Another sign of damage is drag holes along the bottom of the kayak. These holes occur when kayak owners drag their kayaks to and from the water because they do not have a second person to help carry the kayaks properly. While it takes some time for the drag holes to appear, one should examine the bottom of the kayak for signs of excessive wear, as this can be an early indicator that a drag hole may be forming.


All areas of the kayak, including the bulkhead of a touring kayak, that should be watertight must be examined to ensure the waterproof seal is still working. It is possible to repair a watertight seal, however, the prospective buyer should take this into consideration when determining the fair price for a used kayak.

Replaceable Parts

All of the replaceable parts on the kayak should be inspected for wear. While these items are replaceable, the prospective buyer should determine whether or not replacement is necessary. This can be factored into the offer or asking price for a used kayak. For example, if all of the replaceable parts, such as the elastic deck lines and the grab loop cords, are in need of replacement, the buyer should consider how much money needs to be spent to get the kayak seaworthy before making a purchasing decision.

Buying a Used Kayak on eBay

When shopping for a used kayak, you may have luck browsing the local classified ads, but you can find even more listings by shopping online through sites such as eBay. If you are ready to take a look at the listings on eBay for used kayaks, go to any eBay web page and type" used kayaks" into the search box, or browse deals on outdoor sporting goods. Once the search results load, you can narrow down the list by brand, product type, or price. If you know which type of kayak you are interested in purchasing, you could add that information to the keyword search for a more specific set of listings. For example, if you are interested in used fishing kayaks, it is better to search on that phrase instead of using a broader search phrase.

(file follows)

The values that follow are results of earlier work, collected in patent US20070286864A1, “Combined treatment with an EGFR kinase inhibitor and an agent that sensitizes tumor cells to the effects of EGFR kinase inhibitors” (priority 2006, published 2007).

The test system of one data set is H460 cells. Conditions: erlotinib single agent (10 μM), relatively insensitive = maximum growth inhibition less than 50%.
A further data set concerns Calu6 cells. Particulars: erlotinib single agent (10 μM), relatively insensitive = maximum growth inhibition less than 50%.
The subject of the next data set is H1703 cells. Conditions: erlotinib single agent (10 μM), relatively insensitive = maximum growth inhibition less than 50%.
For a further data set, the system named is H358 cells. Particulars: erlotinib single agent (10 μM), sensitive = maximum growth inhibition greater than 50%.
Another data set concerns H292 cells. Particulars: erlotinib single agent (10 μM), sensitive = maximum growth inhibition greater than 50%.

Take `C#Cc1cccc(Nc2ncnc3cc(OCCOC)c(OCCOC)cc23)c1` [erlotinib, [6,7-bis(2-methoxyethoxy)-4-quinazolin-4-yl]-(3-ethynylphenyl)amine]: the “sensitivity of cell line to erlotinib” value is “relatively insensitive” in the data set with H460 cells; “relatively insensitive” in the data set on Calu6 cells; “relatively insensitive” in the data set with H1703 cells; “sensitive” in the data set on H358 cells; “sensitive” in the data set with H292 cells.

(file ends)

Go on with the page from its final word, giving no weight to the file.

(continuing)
A kayak is a great addition to a collection of sporting goods and can provide hours of exercise and entertainment if it is well cared for. Though new kayaks can be pricey, there are plenty of used kayaks in excellent condition that can provide years of kayaking fun. Often, prospective buyers can find barely used kayaks for sale, either because the previous owner did not enjoy kayaking or because he purchased a different type of kayak.

Before buying a used kayak, it is important to familiarise oneself with the various types of kayaks and determine which type best suits kayaking preferences. Prospective buyers who have a good idea about what they want can expect to find used kayaks at great prices on eBay.